By Clare Gervasi
“It’s not my fault.”
“I didn’t do it.”
These are phrases I often hear from my own five year old child as well as the preschool children that I work with. I hear this when someone starts crying and another kid is standing nearby. I hear it when the leg breaks on a table. I hear it when a jar of colored pencils gets knocked over. I hear it when someone falls down. I hear it dozens of times per week when something unexpected, desctructive, and/or unfortunate happens.
I respond with this: “It doesn’t matter.”
It doesn’t matter whose fault it is, my dear. It doesn’t matter who did it. What matters is how we can help; how we can support the situation to restore peace and community.
I instinctively, automatically counter their protest of “not I.” Why? I mean, it’s probably not their fault; most of the time, the explanation for an unfortunate event is that “accidents happen,” at least on the playground (if not in the world at large). The reason I negate their protests is not because I want to accuse them or assign blame somewhere; it’s because I want to push back against this idea that someone has to have a direct role in an unfortunate event in order to feel any responsibility toward it or involvement in it.
Why do children even invoke the cry of “not I” when chaos erupts? It is because they are already internalizing once of the most destructive myths undergirding the American Dream: the myth of meritocracy.
Meritocracy is an ideal political system in which the distribution of goods and, by extension justice, is meted out according to ability. All rewards (and punishments) are earned; talent, skills and merit are rewarded accordingly. In such a conceptualization of human agency, we must assign culpability to an individual person in order for justice to be served. But this cultural need to assign individual blame is just one way of conceptualizing justice. And its logic is strong in a child’s developing sense of fairness--because it’s even stronger in our culture at large.
American cultural and political narratives--both the progressive and the conservative versions--include elements of meritocracy, or the idea that we earn what we have, where we are in life, and by extension, what happens to us. Overall, “If you work hard, you will have everything you need,” or that “No one gets ahead without work” are ideas that powerfully dictate so many of the emotional reactions Americans have to various situations. These narratives are supported by the underlying assumption that our actions cause an equal amount of reaction, and also that all things that happen to us are in fact reactions to things we have done. For adults, our reactions to politics are often filtered through this narrative; for children, their reactions to interpersonal conflicts or accidents are filtered through it.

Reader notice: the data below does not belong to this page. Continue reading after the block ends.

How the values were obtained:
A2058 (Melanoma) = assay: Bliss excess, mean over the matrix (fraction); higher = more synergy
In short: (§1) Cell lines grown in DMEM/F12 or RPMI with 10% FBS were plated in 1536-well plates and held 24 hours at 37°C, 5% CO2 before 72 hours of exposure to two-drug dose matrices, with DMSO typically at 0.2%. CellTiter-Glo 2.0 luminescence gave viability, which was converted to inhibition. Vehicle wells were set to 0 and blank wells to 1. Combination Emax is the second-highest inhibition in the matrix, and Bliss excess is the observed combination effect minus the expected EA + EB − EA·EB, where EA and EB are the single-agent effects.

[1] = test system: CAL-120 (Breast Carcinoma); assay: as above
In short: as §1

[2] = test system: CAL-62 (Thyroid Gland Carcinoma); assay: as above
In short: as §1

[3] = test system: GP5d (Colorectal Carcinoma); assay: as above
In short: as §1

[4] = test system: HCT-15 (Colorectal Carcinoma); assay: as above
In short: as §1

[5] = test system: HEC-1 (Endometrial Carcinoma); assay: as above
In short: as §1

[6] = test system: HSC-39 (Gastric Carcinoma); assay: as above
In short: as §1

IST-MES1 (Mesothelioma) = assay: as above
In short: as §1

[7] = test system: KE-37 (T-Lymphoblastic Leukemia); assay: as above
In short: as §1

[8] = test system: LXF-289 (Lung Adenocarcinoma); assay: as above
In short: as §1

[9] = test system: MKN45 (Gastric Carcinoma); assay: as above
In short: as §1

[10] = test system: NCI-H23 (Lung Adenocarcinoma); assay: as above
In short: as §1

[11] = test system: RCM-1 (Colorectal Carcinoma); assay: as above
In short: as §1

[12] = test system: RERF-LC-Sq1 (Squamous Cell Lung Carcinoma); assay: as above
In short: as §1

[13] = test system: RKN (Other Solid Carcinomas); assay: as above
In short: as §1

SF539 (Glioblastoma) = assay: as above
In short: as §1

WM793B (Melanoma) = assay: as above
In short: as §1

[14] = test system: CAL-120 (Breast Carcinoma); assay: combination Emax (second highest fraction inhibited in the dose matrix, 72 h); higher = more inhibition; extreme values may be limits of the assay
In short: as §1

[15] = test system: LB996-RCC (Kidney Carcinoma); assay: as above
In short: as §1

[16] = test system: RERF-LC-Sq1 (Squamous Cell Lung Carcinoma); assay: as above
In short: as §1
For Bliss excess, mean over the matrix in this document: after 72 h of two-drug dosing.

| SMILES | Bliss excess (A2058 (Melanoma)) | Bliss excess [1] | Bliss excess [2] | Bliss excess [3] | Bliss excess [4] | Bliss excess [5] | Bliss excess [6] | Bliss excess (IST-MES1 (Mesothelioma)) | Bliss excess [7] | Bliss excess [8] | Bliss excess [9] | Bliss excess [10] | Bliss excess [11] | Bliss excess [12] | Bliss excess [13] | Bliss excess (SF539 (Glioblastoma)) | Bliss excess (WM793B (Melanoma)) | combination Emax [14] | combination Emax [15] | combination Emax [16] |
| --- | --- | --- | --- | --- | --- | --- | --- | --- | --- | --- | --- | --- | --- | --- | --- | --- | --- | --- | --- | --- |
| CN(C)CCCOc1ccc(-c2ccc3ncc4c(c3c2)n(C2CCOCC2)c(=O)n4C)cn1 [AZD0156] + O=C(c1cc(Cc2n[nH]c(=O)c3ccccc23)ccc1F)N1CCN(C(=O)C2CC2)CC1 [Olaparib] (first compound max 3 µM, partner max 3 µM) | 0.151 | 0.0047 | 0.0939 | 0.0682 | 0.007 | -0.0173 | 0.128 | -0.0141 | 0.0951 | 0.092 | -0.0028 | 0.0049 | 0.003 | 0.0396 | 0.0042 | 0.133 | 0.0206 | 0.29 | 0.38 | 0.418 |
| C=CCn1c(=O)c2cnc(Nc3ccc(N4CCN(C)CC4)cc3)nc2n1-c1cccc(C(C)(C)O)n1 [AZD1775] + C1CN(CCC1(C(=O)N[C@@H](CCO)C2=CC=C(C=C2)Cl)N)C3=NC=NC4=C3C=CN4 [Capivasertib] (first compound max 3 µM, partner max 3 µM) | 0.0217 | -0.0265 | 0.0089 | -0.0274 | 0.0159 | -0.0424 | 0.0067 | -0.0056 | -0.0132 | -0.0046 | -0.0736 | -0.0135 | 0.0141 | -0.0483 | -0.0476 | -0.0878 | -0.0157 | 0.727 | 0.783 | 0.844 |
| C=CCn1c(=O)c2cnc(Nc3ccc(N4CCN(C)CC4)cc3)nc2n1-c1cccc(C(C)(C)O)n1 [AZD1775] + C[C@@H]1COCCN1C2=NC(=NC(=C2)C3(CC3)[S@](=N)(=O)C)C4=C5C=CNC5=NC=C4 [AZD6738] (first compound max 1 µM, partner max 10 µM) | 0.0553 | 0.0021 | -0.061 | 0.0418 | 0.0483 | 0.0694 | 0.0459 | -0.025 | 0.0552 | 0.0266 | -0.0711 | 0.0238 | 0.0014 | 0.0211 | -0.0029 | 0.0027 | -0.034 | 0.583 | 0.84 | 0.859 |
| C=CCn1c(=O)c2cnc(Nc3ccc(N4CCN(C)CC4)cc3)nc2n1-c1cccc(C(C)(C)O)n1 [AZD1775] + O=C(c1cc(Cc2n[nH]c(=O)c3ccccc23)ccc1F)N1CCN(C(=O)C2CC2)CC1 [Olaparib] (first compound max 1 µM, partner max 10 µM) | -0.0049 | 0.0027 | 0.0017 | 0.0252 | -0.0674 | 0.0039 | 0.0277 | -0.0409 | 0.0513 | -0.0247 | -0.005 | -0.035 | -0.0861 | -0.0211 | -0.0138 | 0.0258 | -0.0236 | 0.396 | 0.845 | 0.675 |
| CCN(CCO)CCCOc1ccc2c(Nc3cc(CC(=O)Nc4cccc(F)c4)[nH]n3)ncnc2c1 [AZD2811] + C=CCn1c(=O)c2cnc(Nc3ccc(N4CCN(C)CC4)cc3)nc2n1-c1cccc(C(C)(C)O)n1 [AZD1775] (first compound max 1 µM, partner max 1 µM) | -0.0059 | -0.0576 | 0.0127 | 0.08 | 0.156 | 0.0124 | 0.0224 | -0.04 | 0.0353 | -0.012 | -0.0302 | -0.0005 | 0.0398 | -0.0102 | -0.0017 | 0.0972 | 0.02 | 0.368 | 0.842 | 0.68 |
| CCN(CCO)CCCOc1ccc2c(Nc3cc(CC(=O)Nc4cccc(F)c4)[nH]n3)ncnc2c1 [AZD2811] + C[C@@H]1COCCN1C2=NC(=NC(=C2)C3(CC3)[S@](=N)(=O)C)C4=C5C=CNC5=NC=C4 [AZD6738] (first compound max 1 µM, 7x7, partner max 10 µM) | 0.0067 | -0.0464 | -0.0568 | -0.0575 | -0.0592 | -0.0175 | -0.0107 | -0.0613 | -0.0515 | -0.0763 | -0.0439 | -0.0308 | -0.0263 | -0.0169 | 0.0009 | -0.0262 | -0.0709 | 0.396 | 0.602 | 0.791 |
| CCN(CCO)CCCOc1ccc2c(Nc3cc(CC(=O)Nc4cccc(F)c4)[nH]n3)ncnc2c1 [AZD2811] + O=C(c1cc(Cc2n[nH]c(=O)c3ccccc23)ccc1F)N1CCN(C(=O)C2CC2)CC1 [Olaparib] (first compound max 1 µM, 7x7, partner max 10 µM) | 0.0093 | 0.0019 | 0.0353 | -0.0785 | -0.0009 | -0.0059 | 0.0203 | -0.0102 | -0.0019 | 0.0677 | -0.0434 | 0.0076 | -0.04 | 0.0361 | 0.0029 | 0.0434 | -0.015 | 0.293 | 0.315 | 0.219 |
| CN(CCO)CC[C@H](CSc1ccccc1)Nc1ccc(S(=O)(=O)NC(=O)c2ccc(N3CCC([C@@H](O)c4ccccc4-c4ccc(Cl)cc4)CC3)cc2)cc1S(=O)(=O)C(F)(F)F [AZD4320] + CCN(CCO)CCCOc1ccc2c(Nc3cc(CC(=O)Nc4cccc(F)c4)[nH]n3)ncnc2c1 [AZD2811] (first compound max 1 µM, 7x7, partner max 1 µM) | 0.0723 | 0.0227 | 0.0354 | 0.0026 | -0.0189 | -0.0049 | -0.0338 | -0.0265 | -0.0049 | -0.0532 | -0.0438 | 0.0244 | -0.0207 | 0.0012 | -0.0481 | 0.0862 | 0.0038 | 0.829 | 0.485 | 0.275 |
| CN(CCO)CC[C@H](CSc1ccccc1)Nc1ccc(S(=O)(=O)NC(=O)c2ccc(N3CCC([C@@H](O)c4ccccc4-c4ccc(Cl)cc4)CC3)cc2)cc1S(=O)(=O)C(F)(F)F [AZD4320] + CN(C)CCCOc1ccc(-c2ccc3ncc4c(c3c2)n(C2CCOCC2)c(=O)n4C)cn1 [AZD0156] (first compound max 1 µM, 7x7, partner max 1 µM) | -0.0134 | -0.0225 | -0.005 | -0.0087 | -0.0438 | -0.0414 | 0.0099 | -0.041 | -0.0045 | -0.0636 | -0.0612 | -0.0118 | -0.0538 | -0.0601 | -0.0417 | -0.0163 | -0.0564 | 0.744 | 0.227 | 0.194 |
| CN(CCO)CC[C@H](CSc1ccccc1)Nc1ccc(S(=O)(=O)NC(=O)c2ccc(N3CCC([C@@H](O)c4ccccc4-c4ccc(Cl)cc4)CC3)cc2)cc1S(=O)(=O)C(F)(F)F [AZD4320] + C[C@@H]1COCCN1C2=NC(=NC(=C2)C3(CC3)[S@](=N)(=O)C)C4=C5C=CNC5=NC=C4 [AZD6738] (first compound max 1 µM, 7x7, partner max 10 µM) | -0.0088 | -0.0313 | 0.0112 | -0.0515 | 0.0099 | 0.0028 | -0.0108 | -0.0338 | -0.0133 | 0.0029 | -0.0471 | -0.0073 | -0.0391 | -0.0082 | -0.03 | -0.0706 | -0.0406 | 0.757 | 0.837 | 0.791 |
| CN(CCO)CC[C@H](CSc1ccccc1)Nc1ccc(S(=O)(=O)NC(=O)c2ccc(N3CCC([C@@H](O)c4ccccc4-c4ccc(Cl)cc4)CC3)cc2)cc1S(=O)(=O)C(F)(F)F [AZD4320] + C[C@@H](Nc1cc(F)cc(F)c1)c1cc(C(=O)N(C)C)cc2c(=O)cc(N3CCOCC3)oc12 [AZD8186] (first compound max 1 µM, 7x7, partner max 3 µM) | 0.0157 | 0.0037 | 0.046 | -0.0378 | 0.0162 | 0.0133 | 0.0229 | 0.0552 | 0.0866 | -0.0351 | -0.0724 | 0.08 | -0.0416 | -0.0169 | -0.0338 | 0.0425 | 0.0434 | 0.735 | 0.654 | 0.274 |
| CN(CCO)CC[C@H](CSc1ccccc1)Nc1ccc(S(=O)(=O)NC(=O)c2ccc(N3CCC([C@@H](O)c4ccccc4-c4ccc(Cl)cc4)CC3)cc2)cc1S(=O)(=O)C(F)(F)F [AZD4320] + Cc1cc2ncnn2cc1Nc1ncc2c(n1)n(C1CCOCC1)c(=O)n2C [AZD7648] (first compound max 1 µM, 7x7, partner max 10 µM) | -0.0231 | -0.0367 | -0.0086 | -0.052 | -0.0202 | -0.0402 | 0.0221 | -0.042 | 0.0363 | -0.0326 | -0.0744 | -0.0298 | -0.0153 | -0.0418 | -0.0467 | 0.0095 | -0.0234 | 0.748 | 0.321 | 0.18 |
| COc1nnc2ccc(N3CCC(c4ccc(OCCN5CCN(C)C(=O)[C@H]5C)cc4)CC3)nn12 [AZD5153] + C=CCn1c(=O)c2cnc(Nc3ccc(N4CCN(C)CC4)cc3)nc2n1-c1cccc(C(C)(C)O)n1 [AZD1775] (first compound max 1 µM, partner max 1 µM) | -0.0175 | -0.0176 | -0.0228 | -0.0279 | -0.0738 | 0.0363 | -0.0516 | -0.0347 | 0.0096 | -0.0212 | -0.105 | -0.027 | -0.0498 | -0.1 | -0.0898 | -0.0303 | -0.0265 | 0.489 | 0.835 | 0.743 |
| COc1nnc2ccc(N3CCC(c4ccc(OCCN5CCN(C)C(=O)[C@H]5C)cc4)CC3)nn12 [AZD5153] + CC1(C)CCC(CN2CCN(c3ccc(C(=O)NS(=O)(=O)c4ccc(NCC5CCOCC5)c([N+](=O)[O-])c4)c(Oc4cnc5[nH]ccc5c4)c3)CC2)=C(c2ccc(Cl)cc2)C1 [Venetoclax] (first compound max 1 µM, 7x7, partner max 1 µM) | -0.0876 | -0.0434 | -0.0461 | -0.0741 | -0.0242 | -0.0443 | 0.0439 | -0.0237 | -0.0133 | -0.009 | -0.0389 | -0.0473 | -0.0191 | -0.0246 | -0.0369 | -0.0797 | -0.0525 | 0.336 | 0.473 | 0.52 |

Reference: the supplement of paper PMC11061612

“It’s not my fault!” or “I didn’t do it!” are an extension of the logic of meritocracy. I earn my victories; therefore I also earn my misfortunes. Likewise, if I did not directly cause an action, that action has nothing to do with me and I should be neither blamed nor praised for it.
In such an envisioning of the world, causality is completely in the hands of the individual. Fate and grace have no role; everything that happens to me, I create through my own work, whether good or bad.
This narrative seems natural to us (especially those of us who are able-bodied, white, cis gender, heterosexual, educated, middle class, US citizens, etc), but it is not the only way to conceptualize work, causality or parenting. Children defend themselves when something unfortunate happens before anything has even been said, because they learn to anticipate the assignment of blame, which always must fall on some individual person or people. If it’s not your fault, it’s your brother’s. Somebody “has to” get in trouble for knocking over the vase.
I suggest that you do not, in fact, have to assign blame, even in cases where a child has purposefully done something unexpected. Because it doesn’t matter who can be blamed; what matters is how a child can contribute in order to right the situation. I mean to reassure children (not call them out) when I say, “It doesn’t matter.” I don’t care if you did it; I care if you can help now. Because there is more than justice; there is mercy. There is more than equality; there is fairness.
When we teach children that what’s equal is what’s fair, and that they have to earn whatever they get, not only are we lying to children (and they know it--they know they do not earn absolutely everything they have), but we are reproducing a harmful story wherein children (and adults) must believe that the conditions of their life are a product of their own effort and no one else’s, which only breeds a narrow and selfish worldview in which a person is motivated only by how it affects them directly. It also pathologizes people who are marginalized and oppressed by structural violence, by blaming them for their own oppression (Santa didn’t bring you any toys this year? It must be because you’re a terrible child; not because your once-stay-at-home mom ran away from her abusive husband with her three kids and is living in the shelter this Christmas, unemployed and afraid because her husband locked her out of all the bank accounts when she left. Yeah, it’s not that. You’re definitely just naughty and Santa knows.) Furthermore, it encourages unwarranted self-criticism when larger structural forces affect our ability to take care of ourselves.
So why do we respond to children that “It doesn’t matter” when children say, “It’s not my fault,” if we grown ups live and die by the story of meritocracy and blame? It is because we know, despite years of acculturation to that destructive narrative, that there is more than direct causality. We know there is more than will. There is structural violence; there is poverty and discrimination and racism and bad air quality and food deserts. There are natural disasters and congenital conditions and the whims of immigration.
And, there is also mercy. There is kindness, and there is helpfulness.
After we say, “It doesn’t matter,” what we should say to children, to other grown-ups, and to ourselves is, “If you can help, you should.” That is the refrain of grown-ups everywhere who know deep in their hearts (and on the surface of it too) that fair and equal aren’t the same. That we all can help when someone is hurt or something isn’t working, even if we can’t fix it.
We can all help. We can and so we should. And when we need help, hopefully someone else feels the same about us. In other words, as Rabbi Abraham Joshua Heschel said, “Morally speaking, there is no limit to the concern one must feel for the suffering of human beings, that indifference to evil is worse than evil itself, that in a free society, some are guilty, but all are responsible.”